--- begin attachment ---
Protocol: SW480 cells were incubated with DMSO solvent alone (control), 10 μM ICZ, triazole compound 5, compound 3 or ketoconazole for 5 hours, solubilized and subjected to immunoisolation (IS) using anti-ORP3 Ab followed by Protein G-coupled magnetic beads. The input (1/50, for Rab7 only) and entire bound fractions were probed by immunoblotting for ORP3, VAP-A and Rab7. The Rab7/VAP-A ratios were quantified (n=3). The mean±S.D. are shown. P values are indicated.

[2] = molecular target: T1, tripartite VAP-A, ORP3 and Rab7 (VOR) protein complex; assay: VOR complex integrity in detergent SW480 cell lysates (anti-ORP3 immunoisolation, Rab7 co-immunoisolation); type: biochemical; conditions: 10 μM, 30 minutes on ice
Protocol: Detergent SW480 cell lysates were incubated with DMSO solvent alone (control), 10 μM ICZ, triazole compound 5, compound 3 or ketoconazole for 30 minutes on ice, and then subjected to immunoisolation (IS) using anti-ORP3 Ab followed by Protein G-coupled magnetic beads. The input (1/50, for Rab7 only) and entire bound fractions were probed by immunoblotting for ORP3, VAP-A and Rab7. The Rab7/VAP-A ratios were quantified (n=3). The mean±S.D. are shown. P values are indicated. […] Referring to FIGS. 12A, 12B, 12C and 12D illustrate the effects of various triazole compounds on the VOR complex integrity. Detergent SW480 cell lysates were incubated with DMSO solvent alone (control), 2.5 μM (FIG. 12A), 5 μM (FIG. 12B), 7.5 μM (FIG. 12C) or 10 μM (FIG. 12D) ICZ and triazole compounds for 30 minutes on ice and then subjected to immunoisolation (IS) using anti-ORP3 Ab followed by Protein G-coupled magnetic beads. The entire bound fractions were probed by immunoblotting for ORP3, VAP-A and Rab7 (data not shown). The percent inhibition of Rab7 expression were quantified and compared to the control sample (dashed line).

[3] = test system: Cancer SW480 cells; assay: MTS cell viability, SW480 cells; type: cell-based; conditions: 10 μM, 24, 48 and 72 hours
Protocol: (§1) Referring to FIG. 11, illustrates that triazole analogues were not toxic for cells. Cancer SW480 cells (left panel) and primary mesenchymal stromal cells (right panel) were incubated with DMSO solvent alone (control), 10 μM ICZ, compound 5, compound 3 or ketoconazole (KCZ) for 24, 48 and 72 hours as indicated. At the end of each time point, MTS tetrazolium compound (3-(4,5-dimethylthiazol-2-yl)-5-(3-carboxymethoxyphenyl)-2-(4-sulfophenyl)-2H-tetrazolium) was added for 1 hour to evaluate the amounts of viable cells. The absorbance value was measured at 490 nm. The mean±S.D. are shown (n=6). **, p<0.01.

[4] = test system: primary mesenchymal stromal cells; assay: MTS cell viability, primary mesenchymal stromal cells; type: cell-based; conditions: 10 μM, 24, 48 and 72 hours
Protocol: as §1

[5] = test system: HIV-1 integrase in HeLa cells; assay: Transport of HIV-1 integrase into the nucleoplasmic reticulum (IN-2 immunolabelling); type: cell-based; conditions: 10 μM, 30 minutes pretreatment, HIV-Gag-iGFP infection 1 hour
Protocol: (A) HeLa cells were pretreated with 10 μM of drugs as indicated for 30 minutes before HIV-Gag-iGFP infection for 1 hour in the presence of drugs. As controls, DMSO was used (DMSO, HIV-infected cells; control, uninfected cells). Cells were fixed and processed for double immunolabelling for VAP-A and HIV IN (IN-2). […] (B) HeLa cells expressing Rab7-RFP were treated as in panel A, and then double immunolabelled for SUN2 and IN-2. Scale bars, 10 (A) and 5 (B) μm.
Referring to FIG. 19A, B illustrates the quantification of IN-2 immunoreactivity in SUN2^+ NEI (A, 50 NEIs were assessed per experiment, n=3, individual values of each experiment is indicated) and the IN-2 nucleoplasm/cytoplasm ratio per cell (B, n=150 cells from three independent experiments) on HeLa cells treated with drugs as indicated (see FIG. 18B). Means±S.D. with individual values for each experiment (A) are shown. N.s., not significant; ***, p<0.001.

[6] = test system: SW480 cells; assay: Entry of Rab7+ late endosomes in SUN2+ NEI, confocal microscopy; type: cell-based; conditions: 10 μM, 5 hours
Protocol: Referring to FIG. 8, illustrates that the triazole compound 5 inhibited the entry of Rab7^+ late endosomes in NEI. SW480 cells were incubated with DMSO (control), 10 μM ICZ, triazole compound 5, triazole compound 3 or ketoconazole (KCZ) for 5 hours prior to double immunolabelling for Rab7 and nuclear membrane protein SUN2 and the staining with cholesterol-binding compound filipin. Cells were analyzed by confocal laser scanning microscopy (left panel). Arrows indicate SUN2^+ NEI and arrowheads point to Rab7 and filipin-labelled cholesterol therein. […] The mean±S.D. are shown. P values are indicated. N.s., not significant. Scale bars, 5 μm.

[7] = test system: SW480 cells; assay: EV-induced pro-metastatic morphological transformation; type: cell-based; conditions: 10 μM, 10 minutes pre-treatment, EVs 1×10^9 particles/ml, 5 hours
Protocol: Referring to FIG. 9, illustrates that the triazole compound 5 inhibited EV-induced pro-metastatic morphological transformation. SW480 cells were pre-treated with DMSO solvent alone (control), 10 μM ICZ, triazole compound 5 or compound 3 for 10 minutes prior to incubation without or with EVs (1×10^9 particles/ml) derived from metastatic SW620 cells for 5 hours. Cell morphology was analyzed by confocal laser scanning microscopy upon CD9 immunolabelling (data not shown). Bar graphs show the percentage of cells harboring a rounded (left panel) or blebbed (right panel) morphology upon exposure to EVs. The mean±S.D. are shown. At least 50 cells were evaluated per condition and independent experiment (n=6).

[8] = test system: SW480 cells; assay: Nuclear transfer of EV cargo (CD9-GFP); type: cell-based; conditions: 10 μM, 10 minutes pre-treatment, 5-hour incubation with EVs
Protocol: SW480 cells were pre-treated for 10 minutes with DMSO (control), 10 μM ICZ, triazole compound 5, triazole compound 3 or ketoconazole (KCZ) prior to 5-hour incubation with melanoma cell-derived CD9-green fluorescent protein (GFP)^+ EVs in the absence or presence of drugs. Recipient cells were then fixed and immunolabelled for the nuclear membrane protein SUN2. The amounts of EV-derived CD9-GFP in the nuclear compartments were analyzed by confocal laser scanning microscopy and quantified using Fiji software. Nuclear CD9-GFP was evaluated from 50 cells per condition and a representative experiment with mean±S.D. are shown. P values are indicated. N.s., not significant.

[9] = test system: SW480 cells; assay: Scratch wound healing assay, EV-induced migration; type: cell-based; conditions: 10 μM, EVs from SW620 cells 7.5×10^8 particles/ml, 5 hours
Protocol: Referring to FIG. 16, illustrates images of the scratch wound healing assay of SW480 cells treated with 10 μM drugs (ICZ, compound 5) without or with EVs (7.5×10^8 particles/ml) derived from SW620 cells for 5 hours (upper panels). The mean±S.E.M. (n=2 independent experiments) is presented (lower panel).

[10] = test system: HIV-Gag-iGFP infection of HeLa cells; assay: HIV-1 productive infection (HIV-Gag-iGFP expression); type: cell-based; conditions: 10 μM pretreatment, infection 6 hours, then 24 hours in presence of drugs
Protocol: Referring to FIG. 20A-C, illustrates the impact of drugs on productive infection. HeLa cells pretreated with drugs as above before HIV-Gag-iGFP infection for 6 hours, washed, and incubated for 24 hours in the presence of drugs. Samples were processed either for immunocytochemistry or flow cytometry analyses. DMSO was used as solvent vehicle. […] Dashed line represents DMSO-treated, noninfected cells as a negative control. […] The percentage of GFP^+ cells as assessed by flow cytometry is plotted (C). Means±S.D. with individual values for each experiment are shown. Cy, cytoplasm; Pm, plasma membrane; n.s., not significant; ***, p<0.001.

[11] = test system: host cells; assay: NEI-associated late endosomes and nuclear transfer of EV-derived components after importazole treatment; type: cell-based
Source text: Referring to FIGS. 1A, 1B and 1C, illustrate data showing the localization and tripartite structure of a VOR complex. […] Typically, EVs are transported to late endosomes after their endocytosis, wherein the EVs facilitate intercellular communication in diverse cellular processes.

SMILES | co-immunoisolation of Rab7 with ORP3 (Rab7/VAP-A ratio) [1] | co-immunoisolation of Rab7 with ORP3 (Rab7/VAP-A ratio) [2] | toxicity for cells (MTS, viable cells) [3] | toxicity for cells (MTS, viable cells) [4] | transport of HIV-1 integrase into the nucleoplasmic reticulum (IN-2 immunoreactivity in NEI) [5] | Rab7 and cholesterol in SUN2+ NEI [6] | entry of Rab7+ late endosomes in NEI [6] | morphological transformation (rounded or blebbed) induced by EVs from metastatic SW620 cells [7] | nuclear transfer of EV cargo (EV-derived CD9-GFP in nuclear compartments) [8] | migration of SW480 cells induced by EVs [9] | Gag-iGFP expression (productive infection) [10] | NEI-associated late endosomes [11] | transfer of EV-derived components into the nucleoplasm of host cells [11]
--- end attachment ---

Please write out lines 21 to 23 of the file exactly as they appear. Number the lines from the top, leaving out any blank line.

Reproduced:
[11] = test system: host cells; assay: NEI-associated late endosomes and nuclear transfer of EV-derived components after importazole treatment; type: cell-based
Source text: Referring to FIGS. 1A, 1B and 1C, illustrate data showing the localization and tripartite structure of a VOR complex. […] Typically, EVs are transported to late endosomes after their endocytosis, wherein the EVs facilitate intercellular communication in diverse cellular processes.

SMILES | co-immunoisolation of Rab7 with ORP3 (Rab7/VAP-A ratio) [1] | co-immunoisolation of Rab7 with ORP3 (Rab7/VAP-A ratio) [2] | toxicity for cells (MTS, viable cells) [3] | toxicity for cells (MTS, viable cells) [4] | transport of HIV-1 integrase into the nucleoplasmic reticulum (IN-2 immunoreactivity in NEI) [5] | Rab7 and cholesterol in SUN2+ NEI [6] | entry of Rab7+ late endosomes in NEI [6] | morphological transformation (rounded or blebbed) induced by EVs from metastatic SW620 cells [7] | nuclear transfer of EV cargo (EV-derived CD9-GFP in nuclear compartments) [8] | migration of SW480 cells induced by EVs [9] | Gag-iGFP expression (productive infection) [10] | NEI-associated late endosomes [11] | transfer of EV-derived components into the nucleoplasm of host cells [11]